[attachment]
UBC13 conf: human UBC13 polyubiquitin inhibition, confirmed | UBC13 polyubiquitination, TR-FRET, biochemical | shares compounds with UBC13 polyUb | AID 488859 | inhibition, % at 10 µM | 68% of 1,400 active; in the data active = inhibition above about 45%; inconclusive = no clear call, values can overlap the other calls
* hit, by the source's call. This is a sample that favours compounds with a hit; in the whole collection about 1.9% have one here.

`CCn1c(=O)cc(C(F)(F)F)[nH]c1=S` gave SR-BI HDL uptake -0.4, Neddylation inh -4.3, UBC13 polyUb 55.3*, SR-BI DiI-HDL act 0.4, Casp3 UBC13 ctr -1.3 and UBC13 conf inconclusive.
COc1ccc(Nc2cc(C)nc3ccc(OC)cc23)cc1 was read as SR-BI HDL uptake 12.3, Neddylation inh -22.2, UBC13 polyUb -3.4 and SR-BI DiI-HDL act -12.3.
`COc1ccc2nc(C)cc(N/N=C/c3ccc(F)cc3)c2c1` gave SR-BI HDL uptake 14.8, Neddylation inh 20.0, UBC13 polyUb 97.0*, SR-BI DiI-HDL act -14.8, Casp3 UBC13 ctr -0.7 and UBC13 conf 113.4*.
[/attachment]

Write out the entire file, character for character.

UBC13 conf: human UBC13 polyubiquitin inhibition, confirmed | UBC13 polyubiquitination, TR-FRET, biochemical | shares compounds with UBC13 polyUb | AID 488859 | inhibition, % at 10 µM | 68% of 1,400 active; in the data active = inhibition above about 45%; inconclusive = no clear call, values can overlap the other calls
* hit, by the source's call. This is a sample that favours compounds with a hit; in the whole collection about 1.9% have one here.

`CCn1c(=O)cc(C(F)(F)F)[nH]c1=S` gave SR-BI HDL uptake -0.4, Neddylation inh -4.3, UBC13 polyUb 55.3*, SR-BI DiI-HDL act 0.4, Casp3 UBC13 ctr -1.3 and UBC13 conf inconclusive.
COc1ccc(Nc2cc(C)nc3ccc(OC)cc23)cc1 was read as SR-BI HDL uptake 12.3, Neddylation inh -22.2, UBC13 polyUb -3.4 and SR-BI DiI-HDL act -12.3.
`COc1ccc2nc(C)cc(N/N=C/c3ccc(F)cc3)c2c1` gave SR-BI HDL uptake 14.8, Neddylation inh 20.0, UBC13 polyUb 97.0*, SR-BI DiI-HDL act -14.8, Casp3 UBC13 ctr -0.7 and UBC13 conf 113.4*.